This is definitely the most asked-about sausage style in my sausage-making classes. It is a hugely popular style in Alberta thanks to producers like Stawnichy’s. It goes by a confusing plethora of names – ham sausage, Ukrainian sausage, Mundare sausage, and for many people this is simply “kielbasa” even though that is a much, much broader family. So to clarify, the sausage I’m talking about in this post has the following characteristics:
the interior is the rosy colour of ham (ie. it contains curing salt)
the interior of the sausage is typically studded with larger chunks of ham-like lean pork
the sausage is smoked and can be served hot or cold
I make absolutely no claim to the authenticity of this chorizo sausage recipe. It contains the flavours I use when making my gringo version of Mexican food, namely cumin, chili, garlic, and oregano.
While I’m sure it would be tasty on a bun, I usually cook this sausage un-cased or loose. It’s great in tacos and quesadillas, but I absolutely love applications where the beautiful, spicy, vibrant red fat can be used. For instance if you fry the loose chorizo in a pan, then cook onions and peppers in the fat that is released, then make a frittata, as pictured at left.
Nürnberger Rost-bratwurst: the little sausages with the big name. “Nürnberger” means from Nuremburg. “Rost” means roasted, as they are usually grilled over an open fire (often charred quite a bit actually). And “Bratwurst” of course is a style of fresh sausage.
Their most obvious trait is their diminutive size: they are usually slender and about three inches long. For this reason one typically consumes many in one sitting. Actually in Nürnberg they are always served in multiples of three, say, three of them on a bun (called Drei im Weggla) or six on a plate, with mustard and sauerkraut.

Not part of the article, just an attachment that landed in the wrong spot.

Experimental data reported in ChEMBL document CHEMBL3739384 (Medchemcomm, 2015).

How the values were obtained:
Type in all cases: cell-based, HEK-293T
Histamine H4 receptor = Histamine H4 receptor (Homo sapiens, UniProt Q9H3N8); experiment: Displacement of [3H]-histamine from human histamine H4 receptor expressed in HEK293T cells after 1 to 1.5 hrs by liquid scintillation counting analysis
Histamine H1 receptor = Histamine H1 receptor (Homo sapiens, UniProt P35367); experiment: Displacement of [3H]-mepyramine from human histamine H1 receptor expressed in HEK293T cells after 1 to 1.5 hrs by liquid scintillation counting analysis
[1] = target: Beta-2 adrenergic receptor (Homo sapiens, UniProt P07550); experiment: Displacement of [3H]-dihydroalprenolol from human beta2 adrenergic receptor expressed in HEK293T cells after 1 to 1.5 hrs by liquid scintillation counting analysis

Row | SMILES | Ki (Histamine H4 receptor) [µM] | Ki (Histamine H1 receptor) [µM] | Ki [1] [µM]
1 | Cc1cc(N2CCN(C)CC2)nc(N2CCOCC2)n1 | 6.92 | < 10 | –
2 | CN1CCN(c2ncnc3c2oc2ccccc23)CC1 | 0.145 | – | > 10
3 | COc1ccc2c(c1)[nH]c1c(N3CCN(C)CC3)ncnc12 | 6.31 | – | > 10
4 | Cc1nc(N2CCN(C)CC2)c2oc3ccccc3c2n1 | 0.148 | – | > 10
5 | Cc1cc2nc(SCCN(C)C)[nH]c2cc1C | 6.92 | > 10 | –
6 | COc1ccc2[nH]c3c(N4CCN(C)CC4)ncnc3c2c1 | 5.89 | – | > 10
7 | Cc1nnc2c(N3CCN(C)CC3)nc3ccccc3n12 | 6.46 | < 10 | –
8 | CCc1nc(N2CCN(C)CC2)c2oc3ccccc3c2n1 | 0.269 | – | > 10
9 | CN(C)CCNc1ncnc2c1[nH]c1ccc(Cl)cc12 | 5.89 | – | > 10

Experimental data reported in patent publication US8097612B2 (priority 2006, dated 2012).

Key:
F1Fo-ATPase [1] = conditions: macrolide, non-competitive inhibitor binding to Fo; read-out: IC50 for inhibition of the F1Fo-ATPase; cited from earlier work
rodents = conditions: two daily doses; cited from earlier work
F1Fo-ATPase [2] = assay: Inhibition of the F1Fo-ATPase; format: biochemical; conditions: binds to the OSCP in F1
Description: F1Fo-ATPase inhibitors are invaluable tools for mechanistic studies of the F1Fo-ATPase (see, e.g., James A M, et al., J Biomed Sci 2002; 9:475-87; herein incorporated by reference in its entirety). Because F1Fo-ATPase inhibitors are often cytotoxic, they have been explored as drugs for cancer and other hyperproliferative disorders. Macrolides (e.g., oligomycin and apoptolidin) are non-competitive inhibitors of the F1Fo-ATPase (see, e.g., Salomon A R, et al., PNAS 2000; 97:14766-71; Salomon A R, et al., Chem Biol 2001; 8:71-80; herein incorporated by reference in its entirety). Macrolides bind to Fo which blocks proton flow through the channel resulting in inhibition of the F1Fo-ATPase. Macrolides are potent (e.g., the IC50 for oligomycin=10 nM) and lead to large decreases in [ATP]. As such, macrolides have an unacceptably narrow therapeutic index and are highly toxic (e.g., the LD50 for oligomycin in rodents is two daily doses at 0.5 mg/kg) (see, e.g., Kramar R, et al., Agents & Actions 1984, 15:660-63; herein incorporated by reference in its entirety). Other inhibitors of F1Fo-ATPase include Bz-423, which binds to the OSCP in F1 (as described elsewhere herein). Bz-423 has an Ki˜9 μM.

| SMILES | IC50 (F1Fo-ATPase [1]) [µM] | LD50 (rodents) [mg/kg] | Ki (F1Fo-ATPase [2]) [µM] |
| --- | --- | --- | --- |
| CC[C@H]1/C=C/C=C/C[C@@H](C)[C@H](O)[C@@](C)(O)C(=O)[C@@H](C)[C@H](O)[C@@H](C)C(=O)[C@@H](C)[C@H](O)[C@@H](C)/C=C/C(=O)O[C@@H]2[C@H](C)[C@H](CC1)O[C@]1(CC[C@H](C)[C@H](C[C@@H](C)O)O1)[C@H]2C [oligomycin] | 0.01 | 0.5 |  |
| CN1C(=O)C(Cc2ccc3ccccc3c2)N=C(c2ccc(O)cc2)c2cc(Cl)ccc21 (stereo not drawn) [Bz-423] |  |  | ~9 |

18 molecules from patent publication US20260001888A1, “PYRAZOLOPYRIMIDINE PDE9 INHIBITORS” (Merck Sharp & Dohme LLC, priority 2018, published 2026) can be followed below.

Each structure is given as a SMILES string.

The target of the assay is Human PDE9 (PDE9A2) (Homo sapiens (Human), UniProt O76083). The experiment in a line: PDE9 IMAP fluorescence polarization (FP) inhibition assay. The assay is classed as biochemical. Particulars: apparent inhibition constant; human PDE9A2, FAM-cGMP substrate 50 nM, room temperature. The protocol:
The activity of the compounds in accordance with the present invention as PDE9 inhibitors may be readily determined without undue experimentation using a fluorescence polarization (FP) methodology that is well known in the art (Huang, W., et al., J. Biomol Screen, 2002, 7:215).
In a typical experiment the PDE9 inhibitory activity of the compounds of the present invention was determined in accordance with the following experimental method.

Exact recipes vary widely, but Nürnberger Rostbratwurst are flavoured with typical Bavarian sausage spices like mace, marjoram, white pepper, and lemon … Continue reading.
A really great sausage is not as common as you might think.
I have a vested interest in saying this because I’m in the sausage-making business, but it’s the truth. A lot of the sausages that I eat have dry, mealy, sometimes even crumbly textures.
The primary goal of my sausage-making classes is to teach people that these are not matters of personal taste, but objective flaws in a sausage, plain and simple. A sausage should have the well-bound fat content that makes it decadently moist in your mouth. If there is any sense of abrasion on your tongue from dry, crumbly meat, the sausage was not properly made.
I have Greek food on the brain. The current infatuation has many diverse origins. For starters this summer is the ten year anniversary of an epic trip through southern Greece, and I have been reading old food notes from the journey. Also I’ll be doing a class on Greek mezze for Metro Continuing Education this fall. With all this in mind last week I made a Greek lamb sausage.
In 2008 I spent five weeks in Greece, eating in tavernas two or three times a day. I don’t think I ever had a sausage like this. In other words this sausage is not traditional, but it is very much inspired by Greek loukaniko, a pork sausage flavoured with orange … Continue reading.
The personal website of Edmonton chef Allan Suddaby